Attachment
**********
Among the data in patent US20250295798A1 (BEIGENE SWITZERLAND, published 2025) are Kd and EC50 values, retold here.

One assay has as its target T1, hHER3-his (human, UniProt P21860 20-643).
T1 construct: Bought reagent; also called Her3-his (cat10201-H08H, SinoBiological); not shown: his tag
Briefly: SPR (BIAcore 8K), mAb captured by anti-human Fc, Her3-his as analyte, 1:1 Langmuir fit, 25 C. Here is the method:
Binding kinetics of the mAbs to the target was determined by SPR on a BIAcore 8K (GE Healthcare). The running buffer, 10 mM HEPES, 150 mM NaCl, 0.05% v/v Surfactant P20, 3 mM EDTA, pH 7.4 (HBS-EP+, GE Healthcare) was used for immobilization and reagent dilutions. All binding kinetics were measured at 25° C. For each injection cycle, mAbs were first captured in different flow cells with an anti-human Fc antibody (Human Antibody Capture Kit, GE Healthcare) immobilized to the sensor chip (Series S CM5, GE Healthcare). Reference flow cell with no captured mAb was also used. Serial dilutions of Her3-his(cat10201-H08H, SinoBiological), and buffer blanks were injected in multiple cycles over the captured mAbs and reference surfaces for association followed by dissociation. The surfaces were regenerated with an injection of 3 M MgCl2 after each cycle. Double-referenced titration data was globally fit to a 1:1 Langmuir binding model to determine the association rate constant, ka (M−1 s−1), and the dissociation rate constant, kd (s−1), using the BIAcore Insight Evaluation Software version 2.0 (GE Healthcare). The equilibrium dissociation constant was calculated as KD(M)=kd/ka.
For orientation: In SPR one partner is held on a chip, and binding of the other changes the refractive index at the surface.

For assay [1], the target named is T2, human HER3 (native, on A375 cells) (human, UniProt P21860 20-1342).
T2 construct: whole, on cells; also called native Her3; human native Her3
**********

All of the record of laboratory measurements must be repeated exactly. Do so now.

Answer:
Among the data in patent US20250295798A1 (BEIGENE SWITZERLAND, published 2025) are Kd and EC50 values, retold here.

One assay has as its target T1, hHER3-his (human, UniProt P21860 20-643).
T1 construct: Bought reagent; also called Her3-his (cat10201-H08H, SinoBiological); not shown: his tag
Briefly: SPR (BIAcore 8K), mAb captured by anti-human Fc, Her3-his as analyte, 1:1 Langmuir fit, 25 C. Here is the method:
Binding kinetics of the mAbs to the target was determined by SPR on a BIAcore 8K (GE Healthcare). The running buffer, 10 mM HEPES, 150 mM NaCl, 0.05% v/v Surfactant P20, 3 mM EDTA, pH 7.4 (HBS-EP+, GE Healthcare) was used for immobilization and reagent dilutions. All binding kinetics were measured at 25° C. For each injection cycle, mAbs were first captured in different flow cells with an anti-human Fc antibody (Human Antibody Capture Kit, GE Healthcare) immobilized to the sensor chip (Series S CM5, GE Healthcare). Reference flow cell with no captured mAb was also used. Serial dilutions of Her3-his(cat10201-H08H, SinoBiological), and buffer blanks were injected in multiple cycles over the captured mAbs and reference surfaces for association followed by dissociation. The surfaces were regenerated with an injection of 3 M MgCl2 after each cycle. Double-referenced titration data was globally fit to a 1:1 Langmuir binding model to determine the association rate constant, ka (M−1 s−1), and the dissociation rate constant, kd (s−1), using the BIAcore Insight Evaluation Software version 2.0 (GE Healthcare). The equilibrium dissociation constant was calculated as KD(M)=kd/ka.
For orientation: In SPR one partner is held on a chip, and binding of the other changes the refractive index at the surface.

For assay [1], the target named is T2, human HER3 (native, on A375 cells) (human, UniProt P21860 20-1342).
T2 construct: whole, on cells; also called native Her3; human native Her3